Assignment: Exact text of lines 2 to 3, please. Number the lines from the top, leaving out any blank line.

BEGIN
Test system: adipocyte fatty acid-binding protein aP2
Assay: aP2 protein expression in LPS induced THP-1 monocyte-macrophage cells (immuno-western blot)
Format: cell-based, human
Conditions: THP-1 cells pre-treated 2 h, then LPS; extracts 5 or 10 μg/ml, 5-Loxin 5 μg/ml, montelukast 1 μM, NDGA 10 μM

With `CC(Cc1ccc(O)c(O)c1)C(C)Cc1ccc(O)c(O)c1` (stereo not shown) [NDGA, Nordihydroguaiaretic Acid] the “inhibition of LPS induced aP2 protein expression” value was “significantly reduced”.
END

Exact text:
Assay: aP2 protein expression in LPS induced THP-1 monocyte-macrophage cells (immuno-western blot)
Format: cell-based, human